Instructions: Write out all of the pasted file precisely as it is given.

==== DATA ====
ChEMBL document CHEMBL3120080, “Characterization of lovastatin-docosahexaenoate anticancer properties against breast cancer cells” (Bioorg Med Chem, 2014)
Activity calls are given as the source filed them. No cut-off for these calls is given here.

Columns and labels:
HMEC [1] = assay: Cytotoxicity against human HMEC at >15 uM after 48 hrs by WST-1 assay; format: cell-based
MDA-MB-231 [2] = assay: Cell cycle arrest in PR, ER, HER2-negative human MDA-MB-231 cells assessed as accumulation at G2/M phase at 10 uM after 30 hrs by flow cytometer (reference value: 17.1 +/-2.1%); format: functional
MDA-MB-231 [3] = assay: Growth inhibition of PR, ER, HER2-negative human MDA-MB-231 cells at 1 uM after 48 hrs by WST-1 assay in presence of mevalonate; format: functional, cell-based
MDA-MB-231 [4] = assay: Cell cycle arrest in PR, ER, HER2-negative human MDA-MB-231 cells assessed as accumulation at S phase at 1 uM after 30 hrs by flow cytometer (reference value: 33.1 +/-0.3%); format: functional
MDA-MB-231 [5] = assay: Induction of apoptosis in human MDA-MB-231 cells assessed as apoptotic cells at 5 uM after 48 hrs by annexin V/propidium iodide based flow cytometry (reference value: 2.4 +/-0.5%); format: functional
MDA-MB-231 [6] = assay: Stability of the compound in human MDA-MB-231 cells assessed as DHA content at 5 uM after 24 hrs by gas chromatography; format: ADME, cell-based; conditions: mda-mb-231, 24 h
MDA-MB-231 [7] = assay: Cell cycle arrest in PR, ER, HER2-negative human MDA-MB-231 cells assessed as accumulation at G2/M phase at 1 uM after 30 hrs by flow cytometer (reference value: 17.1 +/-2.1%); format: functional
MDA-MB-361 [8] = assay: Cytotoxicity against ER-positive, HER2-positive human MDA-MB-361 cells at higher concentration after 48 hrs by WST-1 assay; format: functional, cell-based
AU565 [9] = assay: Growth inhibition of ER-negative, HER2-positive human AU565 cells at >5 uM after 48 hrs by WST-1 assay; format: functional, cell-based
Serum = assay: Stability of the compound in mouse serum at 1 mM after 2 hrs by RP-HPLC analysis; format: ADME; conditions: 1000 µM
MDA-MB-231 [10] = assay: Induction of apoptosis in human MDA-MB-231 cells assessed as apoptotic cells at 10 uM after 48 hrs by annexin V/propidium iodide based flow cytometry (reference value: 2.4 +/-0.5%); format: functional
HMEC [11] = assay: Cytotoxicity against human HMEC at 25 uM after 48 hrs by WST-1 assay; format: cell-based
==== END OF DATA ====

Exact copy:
ChEMBL document CHEMBL3120080, “Characterization of lovastatin-docosahexaenoate anticancer properties against breast cancer cells” (Bioorg Med Chem, 2014)
Activity calls are given as the source filed them. No cut-off for these calls is given here.

Columns and labels:
HMEC [1] = assay: Cytotoxicity against human HMEC at >15 uM after 48 hrs by WST-1 assay; format: cell-based
MDA-MB-231 [2] = assay: Cell cycle arrest in PR, ER, HER2-negative human MDA-MB-231 cells assessed as accumulation at G2/M phase at 10 uM after 30 hrs by flow cytometer (reference value: 17.1 +/-2.1%); format: functional
MDA-MB-231 [3] = assay: Growth inhibition of PR, ER, HER2-negative human MDA-MB-231 cells at 1 uM after 48 hrs by WST-1 assay in presence of mevalonate; format: functional, cell-based
MDA-MB-231 [4] = assay: Cell cycle arrest in PR, ER, HER2-negative human MDA-MB-231 cells assessed as accumulation at S phase at 1 uM after 30 hrs by flow cytometer (reference value: 33.1 +/-0.3%); format: functional
MDA-MB-231 [5] = assay: Induction of apoptosis in human MDA-MB-231 cells assessed as apoptotic cells at 5 uM after 48 hrs by annexin V/propidium iodide based flow cytometry (reference value: 2.4 +/-0.5%); format: functional
MDA-MB-231 [6] = assay: Stability of the compound in human MDA-MB-231 cells assessed as DHA content at 5 uM after 24 hrs by gas chromatography; format: ADME, cell-based; conditions: mda-mb-231, 24 h
MDA-MB-231 [7] = assay: Cell cycle arrest in PR, ER, HER2-negative human MDA-MB-231 cells assessed as accumulation at G2/M phase at 1 uM after 30 hrs by flow cytometer (reference value: 17.1 +/-2.1%); format: functional
MDA-MB-361 [8] = assay: Cytotoxicity against ER-positive, HER2-positive human MDA-MB-361 cells at higher concentration after 48 hrs by WST-1 assay; format: functional, cell-based
AU565 [9] = assay: Growth inhibition of ER-negative, HER2-positive human AU565 cells at >5 uM after 48 hrs by WST-1 assay; format: functional, cell-based
Serum = assay: Stability of the compound in mouse serum at 1 mM after 2 hrs by RP-HPLC analysis; format: ADME; conditions: 1000 µM
MDA-MB-231 [10] = assay: Induction of apoptosis in human MDA-MB-231 cells assessed as apoptotic cells at 10 uM after 48 hrs by annexin V/propidium iodide based flow cytometry (reference value: 2.4 +/-0.5%); format: functional
HMEC [11] = assay: Cytotoxicity against human HMEC at 25 uM after 48 hrs by WST-1 assay; format: cell-based